Alamance dairy farmer Randy Lewis, who is renowned for putting on barn dances, is recovering after being severely injured by one of his animals. And he’s being aided by hundreds of volunteers.

The Ran-Lew Dairy in southern Alamance County, about a mile down a country road linking Greensboro to Chapel Hill, has a small milking room with gray walls and a trough running through it. 

“You want to know what a cutting-edge milk barn looked like in 1960? This is it,” Lewis says. “But … this is 60 years past its prime.”

Lewis is the fifth generation of his family to work this land. His grandparents started the dairy, and he began milking cows as a young boy.

Back then, Lewis says, dairy farms were common in the area. Now, his is one of the last. Trends in the milk business in recent decades favored large, efficient farms over smaller ones like his.

There were times when he made so little money that he wasn’t sure he could go on. But about 10 years ago Lewis got a small grant to start bottling his own product, and that has provided enough means to hang on.

“I wasn’t cut out to be no banker,” he says. “I like it here. I like being in the country.”

There’s a hay loft on the second floor above the milking room. This is where Lewis’ other passion takes place: barn dancing. 

Folks from across the region come here a couple of times a year to listen to music and dance. Lewis says some have been coming for 40 years now. The event became the subject of a 2014 documentary short, The Last Barn Dance.

Lewis hopes the dancing can go on, but he’s not sure what his body will allow him to do. Earlier this year Lewis was charged by one of his bulls. The injuries may limit what he can do on the farm, and at the barn dances.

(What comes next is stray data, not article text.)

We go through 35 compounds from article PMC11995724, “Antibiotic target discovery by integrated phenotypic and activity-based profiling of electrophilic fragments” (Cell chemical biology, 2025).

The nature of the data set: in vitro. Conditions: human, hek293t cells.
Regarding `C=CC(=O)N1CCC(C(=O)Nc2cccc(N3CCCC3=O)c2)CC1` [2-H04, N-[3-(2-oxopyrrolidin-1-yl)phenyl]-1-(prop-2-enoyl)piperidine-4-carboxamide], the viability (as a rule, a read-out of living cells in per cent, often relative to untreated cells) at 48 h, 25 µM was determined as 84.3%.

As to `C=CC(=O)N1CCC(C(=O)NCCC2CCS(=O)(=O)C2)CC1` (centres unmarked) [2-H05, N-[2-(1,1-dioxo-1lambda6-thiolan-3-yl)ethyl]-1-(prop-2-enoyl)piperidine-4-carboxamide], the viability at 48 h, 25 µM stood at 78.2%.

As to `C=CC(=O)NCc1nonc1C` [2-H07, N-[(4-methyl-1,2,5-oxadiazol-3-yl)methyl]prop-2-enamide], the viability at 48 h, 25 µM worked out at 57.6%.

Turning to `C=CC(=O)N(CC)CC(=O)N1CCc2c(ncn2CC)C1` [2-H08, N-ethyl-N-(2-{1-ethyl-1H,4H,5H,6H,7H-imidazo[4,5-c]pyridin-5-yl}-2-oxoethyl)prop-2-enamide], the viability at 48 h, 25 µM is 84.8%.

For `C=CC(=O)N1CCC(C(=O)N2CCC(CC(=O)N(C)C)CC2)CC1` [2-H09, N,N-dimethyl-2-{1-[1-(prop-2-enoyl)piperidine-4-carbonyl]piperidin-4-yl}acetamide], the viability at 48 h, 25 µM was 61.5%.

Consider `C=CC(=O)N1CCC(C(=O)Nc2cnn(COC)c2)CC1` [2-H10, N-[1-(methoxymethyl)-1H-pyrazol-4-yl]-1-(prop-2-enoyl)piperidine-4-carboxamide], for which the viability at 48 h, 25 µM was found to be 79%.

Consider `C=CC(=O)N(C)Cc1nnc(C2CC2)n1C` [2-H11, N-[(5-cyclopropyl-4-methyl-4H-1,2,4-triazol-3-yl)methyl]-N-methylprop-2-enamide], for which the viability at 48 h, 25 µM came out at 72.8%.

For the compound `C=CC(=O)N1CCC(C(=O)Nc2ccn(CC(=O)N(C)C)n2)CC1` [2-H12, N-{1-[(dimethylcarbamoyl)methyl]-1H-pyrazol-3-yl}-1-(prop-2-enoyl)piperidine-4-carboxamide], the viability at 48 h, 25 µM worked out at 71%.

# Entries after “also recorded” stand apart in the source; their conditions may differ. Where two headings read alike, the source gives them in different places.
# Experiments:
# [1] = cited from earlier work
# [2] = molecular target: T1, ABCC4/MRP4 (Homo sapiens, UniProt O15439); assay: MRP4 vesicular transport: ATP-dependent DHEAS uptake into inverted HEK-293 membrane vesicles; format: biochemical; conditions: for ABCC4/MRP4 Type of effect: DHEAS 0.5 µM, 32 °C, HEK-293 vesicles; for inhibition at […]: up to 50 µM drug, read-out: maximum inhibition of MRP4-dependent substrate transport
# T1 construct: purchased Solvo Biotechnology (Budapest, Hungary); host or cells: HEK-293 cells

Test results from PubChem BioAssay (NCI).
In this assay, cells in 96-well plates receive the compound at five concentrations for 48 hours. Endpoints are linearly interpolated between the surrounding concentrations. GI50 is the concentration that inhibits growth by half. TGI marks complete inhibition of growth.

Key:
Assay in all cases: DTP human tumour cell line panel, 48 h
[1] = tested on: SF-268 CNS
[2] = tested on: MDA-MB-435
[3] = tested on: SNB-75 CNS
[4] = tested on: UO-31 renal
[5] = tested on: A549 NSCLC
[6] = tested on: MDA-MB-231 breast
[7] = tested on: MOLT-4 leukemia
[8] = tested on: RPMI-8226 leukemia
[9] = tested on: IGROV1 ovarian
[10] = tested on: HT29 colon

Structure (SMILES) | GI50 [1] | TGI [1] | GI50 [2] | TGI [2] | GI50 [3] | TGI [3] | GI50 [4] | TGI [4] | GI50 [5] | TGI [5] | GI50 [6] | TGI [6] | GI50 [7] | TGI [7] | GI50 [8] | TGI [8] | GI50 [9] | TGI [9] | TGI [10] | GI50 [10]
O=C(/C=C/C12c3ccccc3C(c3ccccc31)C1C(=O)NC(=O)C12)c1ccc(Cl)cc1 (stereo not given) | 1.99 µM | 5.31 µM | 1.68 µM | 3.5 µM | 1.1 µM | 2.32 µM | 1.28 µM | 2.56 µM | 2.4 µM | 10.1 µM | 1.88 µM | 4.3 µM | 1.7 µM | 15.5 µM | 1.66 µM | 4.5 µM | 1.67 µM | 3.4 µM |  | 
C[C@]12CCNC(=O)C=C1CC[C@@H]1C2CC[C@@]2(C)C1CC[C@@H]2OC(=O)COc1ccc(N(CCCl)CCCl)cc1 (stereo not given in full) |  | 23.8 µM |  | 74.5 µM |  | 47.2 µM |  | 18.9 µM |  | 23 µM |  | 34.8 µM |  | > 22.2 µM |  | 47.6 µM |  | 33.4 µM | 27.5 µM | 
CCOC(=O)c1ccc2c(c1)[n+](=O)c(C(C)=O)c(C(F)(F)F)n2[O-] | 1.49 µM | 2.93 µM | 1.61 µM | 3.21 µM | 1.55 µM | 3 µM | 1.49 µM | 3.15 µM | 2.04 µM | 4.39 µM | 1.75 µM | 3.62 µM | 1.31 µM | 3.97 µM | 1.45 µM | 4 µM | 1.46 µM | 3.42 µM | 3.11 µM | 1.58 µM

“I’d rather dance than eat when I’m hungry,” he says. “The thought of that being over with bothers me. Even if I can’t dance I like to listen to music and watch people and that’d be one thing I hope we can carry ‘til — ‘til I ain’t here. And then anyone’s here left can do it if they will. I’d be happy about it.” 

Lewis says on May 7, he went out to a pasture behind the barn to check on a bull and a cow. He says the bull got closer to him than he thought. “The way he presented himself, I knew he was not playing,” he says.

He had to get something between himself and the bull very quickly. “I was standing close enough to get to a gate.” He tried not to break eye contact with the bull, but he didn’t want to miss the gate when he reached for it.

“And he was particularly opportunistic because I was reaching for the gate and stepping up,” Lewis says. “He had two seconds, or three seconds.”

The next thing Lewis knew he was airborne and looking straight into the sky.

“And when I came down I landed right across that bull’s head.” 

The bull wedged himself under Lewis’ armpit and pushed him across the ground, pinning him against a fence post.

“And he just pushed ‘til he got tired of pushing.”